The fight against financial terrorism requires all the tools in the box

By Said Patel, Group Director at Eastnets, the compliance, payment and anti-fraud experts, explains how to protect against terrorist financing in 2022

Meeting the requirements of ever-changing anti-money laundering (AML) and anti-terrorist financing (CTF) laws, regulations and guidelines is no small feat. The depth and breadth of requirements from such a range of organizations can be daunting to even the most seasoned industry experts.

The first place they might look when it comes to anti-money laundering is the sanctions and politically exposed persons lists, to make sure the latest regulatory requirements are incorporated into the financial institution‘s watch lists. .

There is a wide range of international and domestic regulations to follow, including the United Nations Sanctions List, the United States OFAC Consolidated Sanctions List, the United States OFAC SDN List, the EU Financial Sanctions List, UK Government Sanctions List and Monetary Sanctions Authority of Singapore. Listing.

Other notable AML guidelines include standards developed by the Financial Action Task Force (FATF), the intergovernmental organization created to stop money laundering and terrorist financing. It aligns standards across the 36 Member States by regularly issuing guidance to financial authorities.

There are 40 FATF Recommendations on AML and CFT. This provides a comprehensive set of countermeasures covering the criminal justice system, law enforcement, financial system, regulation, and international cooperation. These have been endorsed and adopted by individual countries, regional and international bodies.

Among the FATF recommendations, FATF 10 stands out for its requirements for customer due diligence measures prohibiting financial institutions from trading with anonymous or fictitious accounts. Another important recommendation is FATF 16, known as the travel rule, it requires countries to collect identifying information from originators and recipients of domestic and cross-border wire transfers. The objective is to improve the traceability of transactions.

Added to this are the UN resolutions, the USA Patriot Act and the EU 6e Anti-Money Laundering Directive. The latter introduces the harmonization of AML/CFT rules in EU Member States, creating a new Anti-Money Laundering Authority (AMLA) to combat money laundering and promote cooperation.

Despite the complexity and plethora of different regulations, it is crucial to ensure that financial institutions follow the rules. Their integrity and reputation, as well as that of the markets in which they operate, are at stake.

Financial institutions should ensure that they invest in appropriate systems and controls to detect and report suspicious activity. This means that nothing can be left to chance. New, advanced financial crime risk management solutions are needed to address the dynamic evolution and increasing complexity of watchlists, AML rules, SAR and STR reporting requirements.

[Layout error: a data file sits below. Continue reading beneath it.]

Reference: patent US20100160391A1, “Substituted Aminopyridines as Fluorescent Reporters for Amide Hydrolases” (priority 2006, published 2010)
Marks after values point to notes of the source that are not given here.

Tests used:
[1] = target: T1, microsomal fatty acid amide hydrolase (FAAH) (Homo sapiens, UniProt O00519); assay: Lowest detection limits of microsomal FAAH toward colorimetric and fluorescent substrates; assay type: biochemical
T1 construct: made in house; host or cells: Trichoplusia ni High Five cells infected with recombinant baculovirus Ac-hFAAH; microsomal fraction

A technological solution

The question is, what should financial institutions be looking for in their attempt to stay compliant? The answer is to understand the important elements of the rules and then ensure that the systems are fully up to date and fully aware of the regulatory requirements.

In the case of AML and CTF, the key elements are the watchlists that underpin the compliance verification systems. They include details of every organization or person subject to sanction against them, including those on the Politically Exposed Persons (PEP) list.

Most manual watchlist updates occur once a day, leaving financial institutions exposed to breaches between the time an entity is placed on a watchlist and the time it begins screening. There must be instant compliance to avoid violations and fines.

This can be achieved with real-time updates based on the blockchain. As soon as a country, individual or entity is added or removed from a watch list, updates are transmitted securely to AML systems. This means that shielding solutions are always up to date, guaranteeing the highest level of protection.

But that’s only half the job. The other puts watchlists into action. Screening and monitoring software should utilize up-to-date watch lists by detecting potential criminal behavior in real-time or in batch mode.

It must be able to monitor all transactions for AML including verification of all financial traffic including different message types such as SWIFT ISO 20022, SEPA, ACH, Target RTGS and Ripple. It should be able to quickly and comprehensively filter everything from huge databases to names, files and messages against an unlimited number of sophisticated lists and rules.

Of course, this can create a huge amount of “noise” and potentially problematic transactions, which could be false positives. There must be a mechanism to monitor them and take automatic action based on the rules established by the financial institution.

As the process continues, systems should learn from previous decisions and automatically replay them on future detections, reducing false positives and the time and effort required to clear detections. Of course, there must also be reporting and auditing functions so that regulators can see how decisions have been made and what actions have been taken.

By following this model where watchlists are always 100% up-to-date and then efficiently actioned using advanced software capable of making the right decisions, financial institutions stand a chance of coping with the enormous pressure exerted on them by the LBC and the CFT.

And one thing is certain. The landscape will only be more complex, transactions harder to detect and financial criminals more determined. In this context, the fight against financial criminals and terrorism requires all the tools in the box.

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